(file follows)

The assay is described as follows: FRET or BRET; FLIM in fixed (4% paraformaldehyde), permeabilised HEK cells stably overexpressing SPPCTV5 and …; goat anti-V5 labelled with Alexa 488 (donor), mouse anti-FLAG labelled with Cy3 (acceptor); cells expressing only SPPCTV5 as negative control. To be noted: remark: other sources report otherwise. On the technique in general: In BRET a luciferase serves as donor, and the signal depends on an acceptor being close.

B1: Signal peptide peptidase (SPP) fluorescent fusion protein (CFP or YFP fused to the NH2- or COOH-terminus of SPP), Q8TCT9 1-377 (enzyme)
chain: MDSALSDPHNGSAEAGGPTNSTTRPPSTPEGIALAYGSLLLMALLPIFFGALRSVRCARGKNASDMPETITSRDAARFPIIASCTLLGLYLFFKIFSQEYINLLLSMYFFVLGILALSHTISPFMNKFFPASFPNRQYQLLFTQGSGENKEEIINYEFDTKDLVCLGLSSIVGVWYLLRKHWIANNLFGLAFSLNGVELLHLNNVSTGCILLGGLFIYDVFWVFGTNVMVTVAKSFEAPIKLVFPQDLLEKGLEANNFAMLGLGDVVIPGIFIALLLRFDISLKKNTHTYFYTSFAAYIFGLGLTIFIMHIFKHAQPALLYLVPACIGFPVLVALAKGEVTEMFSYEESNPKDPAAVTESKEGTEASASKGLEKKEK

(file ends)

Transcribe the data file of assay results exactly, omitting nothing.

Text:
The assay is described as follows: FRET or BRET; FLIM in fixed (4% paraformaldehyde), permeabilised HEK cells stably overexpressing SPPCTV5 and …; goat anti-V5 labelled with Alexa 488 (donor), mouse anti-FLAG labelled with Cy3 (acceptor); cells expressing only SPPCTV5 as negative control. To be noted: remark: other sources report otherwise. On the technique in general: In BRET a luciferase serves as donor, and the signal depends on an acceptor being close.

B1: Signal peptide peptidase (SPP) fluorescent fusion protein (CFP or YFP fused to the NH2- or COOH-terminus of SPP), Q8TCT9 1-377 (enzyme)
chain: MDSALSDPHNGSAEAGGPTNSTTRPPSTPEGIALAYGSLLLMALLPIFFGALRSVRCARGKNASDMPETITSRDAARFPIIASCTLLGLYLFFKIFSQEYINLLLSMYFFVLGILALSHTISPFMNKFFPASFPNRQYQLLFTQGSGENKEEIINYEFDTKDLVCLGLSSIVGVWYLLRKHWIANNLFGLAFSLNGVELLHLNNVSTGCILLGGLFIYDVFWVFGTNVMVTVAKSFEAPIKLVFPQDLLEKGLEANNFAMLGLGDVVIPGIFIALLLRFDISLKKNTHTYFYTSFAAYIFGLGLTIFIMHIFKHAQPALLYLVPACIGFPVLVALAKGEVTEMFSYEESNPKDPAAVTESKEGTEASASKGLEKKEK